"Out of Zion, the perfection of beauty, God hath shined." The Lord is represented not only as speaking to the earth, but as coming forth to reveal the glory of his presence to an assembled universe. God of old dwelt in Zion among his chosen people, but here the beams of his splendour are described as shining forth upon all nations. The sun was spoken of in the first verse, but here is a far brighter sun. The majesty of God is most conspicuous among his own elect, but it is not confined to them; the church is not a dark lantern, but a candlestick. God shines not only in Zion, but out of her. She is made perfect in beauty by his indwelling and that beauty is seen by all observers when the Lord shines forth from her.

Observe how with trumpet voice and flaming ensign the infinite Jehovah summons the heavens and the earth to hearken to his word.

Psalm 50:3

"Our God shall come." The Psalmist speaks of himself and his brethren as standing in immediate anticipation of the appearing of the Lord upon the scene. "He comes," they say, "our covenant God is coming;" they can hear his voice from afar, and perceive the splendour of his attending train. Even thus should we wait the long-promised appearing of the Lord from heaven. "And shall not keep silence." He comes to speak, to plead with his people, to accuse and judge the ungodly. He has been silent long in patience, but soon he will speak with power. What a moment of awe when the Omnipotent is expected to reveal himself! What will be the reverent joy and solemn expectation when the poetic scene of this Psalm becomes in the last great day an actual reality! "A fire shall devour before him, and it shall be very tempestuous round about him." Flame and hurricane are frequently described as the attendants of the divine appearance. "Our God is a consuming fire." "At the brightness that was before him his thick clouds passed, hailstones and coals of fire." Psalm 18:12. "He rode upon a cherub, and did fly; yea, he did fly upon the wings of the wind." "The Lord Jesus shall be revealed from heaven with his mighty angels, in flaming fire taking vengeance on them that know not God." 2 Thessalonians 1:7, 2 Thessalonians 1:8. Fire is the emblem of justice in action, and the tempest is a token of his overwhelming power. Who will not listen in solemn silence when such is the tribunal from which the judge pleads with heaven and earth?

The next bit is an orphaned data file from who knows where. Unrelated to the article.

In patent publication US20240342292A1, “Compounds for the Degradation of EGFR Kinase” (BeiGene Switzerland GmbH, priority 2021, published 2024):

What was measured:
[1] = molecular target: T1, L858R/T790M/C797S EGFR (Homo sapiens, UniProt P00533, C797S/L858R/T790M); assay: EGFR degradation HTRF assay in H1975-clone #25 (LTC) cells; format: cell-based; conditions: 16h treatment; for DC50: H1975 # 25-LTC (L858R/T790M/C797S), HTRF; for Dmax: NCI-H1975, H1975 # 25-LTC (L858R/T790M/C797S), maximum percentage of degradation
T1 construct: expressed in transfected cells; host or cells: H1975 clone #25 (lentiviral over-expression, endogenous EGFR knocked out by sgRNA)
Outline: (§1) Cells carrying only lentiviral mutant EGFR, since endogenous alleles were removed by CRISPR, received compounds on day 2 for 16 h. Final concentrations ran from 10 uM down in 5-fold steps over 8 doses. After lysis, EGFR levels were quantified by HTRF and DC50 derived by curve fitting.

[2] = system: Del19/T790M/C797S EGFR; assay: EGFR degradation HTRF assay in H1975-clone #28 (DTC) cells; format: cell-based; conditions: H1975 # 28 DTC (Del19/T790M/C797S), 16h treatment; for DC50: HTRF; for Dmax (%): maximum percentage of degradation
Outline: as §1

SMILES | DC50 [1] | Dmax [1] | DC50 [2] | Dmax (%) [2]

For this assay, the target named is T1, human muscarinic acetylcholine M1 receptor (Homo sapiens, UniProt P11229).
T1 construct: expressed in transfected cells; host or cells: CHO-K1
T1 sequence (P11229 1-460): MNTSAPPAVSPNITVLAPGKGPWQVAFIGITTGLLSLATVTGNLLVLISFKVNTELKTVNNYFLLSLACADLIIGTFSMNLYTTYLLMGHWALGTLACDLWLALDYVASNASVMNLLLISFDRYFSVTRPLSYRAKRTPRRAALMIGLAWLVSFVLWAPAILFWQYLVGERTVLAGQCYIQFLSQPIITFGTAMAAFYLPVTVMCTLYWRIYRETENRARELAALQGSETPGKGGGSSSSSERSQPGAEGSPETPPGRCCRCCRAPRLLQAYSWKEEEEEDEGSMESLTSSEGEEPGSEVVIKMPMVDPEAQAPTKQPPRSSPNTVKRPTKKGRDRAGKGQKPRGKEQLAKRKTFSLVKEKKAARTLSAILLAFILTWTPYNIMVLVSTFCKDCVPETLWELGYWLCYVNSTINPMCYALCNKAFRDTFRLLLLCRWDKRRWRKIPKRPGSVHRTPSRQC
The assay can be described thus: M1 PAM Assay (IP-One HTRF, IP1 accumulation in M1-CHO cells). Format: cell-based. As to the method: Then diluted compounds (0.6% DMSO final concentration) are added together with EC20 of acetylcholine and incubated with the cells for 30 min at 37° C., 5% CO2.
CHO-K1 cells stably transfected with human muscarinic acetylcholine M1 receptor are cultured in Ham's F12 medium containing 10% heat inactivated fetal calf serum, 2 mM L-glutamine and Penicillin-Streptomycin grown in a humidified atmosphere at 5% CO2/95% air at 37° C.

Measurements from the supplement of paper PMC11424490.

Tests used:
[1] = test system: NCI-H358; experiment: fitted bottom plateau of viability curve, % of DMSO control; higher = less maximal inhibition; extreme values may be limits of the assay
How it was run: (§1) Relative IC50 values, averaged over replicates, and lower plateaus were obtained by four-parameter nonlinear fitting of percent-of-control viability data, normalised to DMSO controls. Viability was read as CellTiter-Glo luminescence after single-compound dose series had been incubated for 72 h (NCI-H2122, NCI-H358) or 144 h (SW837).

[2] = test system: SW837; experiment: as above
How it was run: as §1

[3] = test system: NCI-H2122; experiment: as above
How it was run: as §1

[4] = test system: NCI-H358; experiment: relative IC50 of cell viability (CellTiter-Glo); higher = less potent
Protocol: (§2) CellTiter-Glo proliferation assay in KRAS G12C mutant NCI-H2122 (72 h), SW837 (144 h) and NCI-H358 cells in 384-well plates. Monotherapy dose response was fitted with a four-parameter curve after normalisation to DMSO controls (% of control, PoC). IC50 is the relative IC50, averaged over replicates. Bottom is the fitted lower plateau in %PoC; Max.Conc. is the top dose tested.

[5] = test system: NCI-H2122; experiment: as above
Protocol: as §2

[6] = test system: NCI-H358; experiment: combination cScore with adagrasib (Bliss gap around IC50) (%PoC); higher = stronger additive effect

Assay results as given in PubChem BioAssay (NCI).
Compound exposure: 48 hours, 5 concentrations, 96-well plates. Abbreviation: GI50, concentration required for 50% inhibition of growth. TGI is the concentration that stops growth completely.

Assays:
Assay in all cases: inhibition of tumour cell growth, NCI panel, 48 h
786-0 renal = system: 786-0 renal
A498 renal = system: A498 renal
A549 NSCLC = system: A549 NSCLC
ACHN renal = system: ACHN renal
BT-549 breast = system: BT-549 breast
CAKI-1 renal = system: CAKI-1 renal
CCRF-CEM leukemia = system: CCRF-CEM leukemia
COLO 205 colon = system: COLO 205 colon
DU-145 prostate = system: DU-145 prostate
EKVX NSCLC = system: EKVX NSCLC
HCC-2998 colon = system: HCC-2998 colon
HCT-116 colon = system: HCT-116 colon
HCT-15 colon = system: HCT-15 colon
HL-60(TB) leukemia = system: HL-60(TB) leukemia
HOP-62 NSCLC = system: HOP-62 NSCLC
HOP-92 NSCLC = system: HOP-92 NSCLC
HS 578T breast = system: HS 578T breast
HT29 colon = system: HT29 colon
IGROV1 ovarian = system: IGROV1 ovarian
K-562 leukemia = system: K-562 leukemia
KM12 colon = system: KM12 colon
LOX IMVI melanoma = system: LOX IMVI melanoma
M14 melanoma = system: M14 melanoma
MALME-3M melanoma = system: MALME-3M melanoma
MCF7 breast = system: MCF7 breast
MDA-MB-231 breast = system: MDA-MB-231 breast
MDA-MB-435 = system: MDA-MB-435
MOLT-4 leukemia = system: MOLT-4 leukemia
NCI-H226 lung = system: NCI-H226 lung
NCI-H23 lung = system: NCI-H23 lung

Psalm 50:4

continued...THE ARGUMENT

The design of this Psalm is, partly, to reprove and protest against the common miscarriages of many professors of religion, who satisfied their own consciences, and fancied that they pleased God, with their external and ceremonial performances, notwithstanding their gross neglect of those more necessary and fundamental duties of piety, and justice, and charity; partly, to instruct men concerning the nature of the true and acceptable worship of God; and partly, to prepare the Israelites for, and tacitly warn them of, that change which would be made in the outward form and way of God’s worship under and by the Messias, and of the abolition of the legal sacrifices, which God did not appoint for his own need, nor for his people’s perpetual use.

Asaph was not only the chief of the sacred singers, 1 Chronicles 15 1Ch 16 1 Chronicles 25:2, but also a prophet, 1 Chronicles 25:1, and a composer of some Psalms, as it is apparent from 2 Chronicles 29:30, and therefore, as is most probable, of those that go under his name.

God cometh with great majesty into his church, Psalm 50:1-4, and gathereth together his saints, Psalm 50:5,6; testifieth he has no pleasure in ceremonies, Psalm 50:7-13, but in sincerity of obedience, Psalm 50:14,15; threateneth the wicked for contemning his word, Psalm 50:16-22, and showeth who it is that glorifieth him, Psalm 50:23.

i.e. All the inhabitants of the earth, from one end to the other; whom he here summons to be witnesses of his proceedings in this solemn judgment between him and his people, which is here poetically represented; for here is a tribunal erected, the judge coming to it, the witnesses and delinquents summoned, and at last the sentence given, and cause determined.

The mighty God,.... In the Hebrew text it is "El", "Elohim", which Jarchi renders the "God of gods"; that is, of angels, who are so called, Psalm 8:5; so Christ, who is God over all, is over them; he is their Creator, and the object of their worship, Hebrews 1:6; or of kings, princes, judges, and all civil magistrates, called gods, Psalm 82:1; and so Kimchi interprets the phrase here "Judge of judges". Christ is King of kings, and Lord of lords, by whom they reign and judge, and to whom they are accountable. The Targum renders it "the mighty God"; as we do; which is the title and name of Christ in Isaiah 9:6; and well agrees with him, as appears by his works of creation, providence, and redemption, and by his government of his church and people; by all the grace, strength, assistance, and preservation they have from him now, and by all that glory and happiness they will be brought unto by him hereafter, when raised from the dead, according to his mighty power. It is added,

even the Lord, hath spoken: or "Jehovah", Some have observed, that these three names, El, Elohim, Jehovah, here mentioned, have three very distinctive accents set to them, and which being joined to a verb singular, "hath spoken", contains the mystery of the trinity of Persons in the unity of the divine Essence; see Joshua 22:22; though rather all the names belong to Christ the Son of God, and who is Jehovah our righteousness, and to whom, he being the eternal Logos, speech is very properly ascribed. He hath spoken for the elect in the council and covenant of grace and peace, that they might be given to him; and on their behalf, that they might have grace and glory, and he might be their Surety, Saviour, and Redeemer. He hath spoken all things out of nothing in creation: he spoke with. Moses at the giving of the law on Mount Sinai: he, the Angel of God's presence, spoke for the Old Testament saints, and spoke good and comfortable words unto them: he hath spoken in his own person here on earth, and such words and with such authority as never man did; and he has spoken in his judgments and providences against the Jews; and he now speaks in his Gospel by his ministers: wherefore it follows,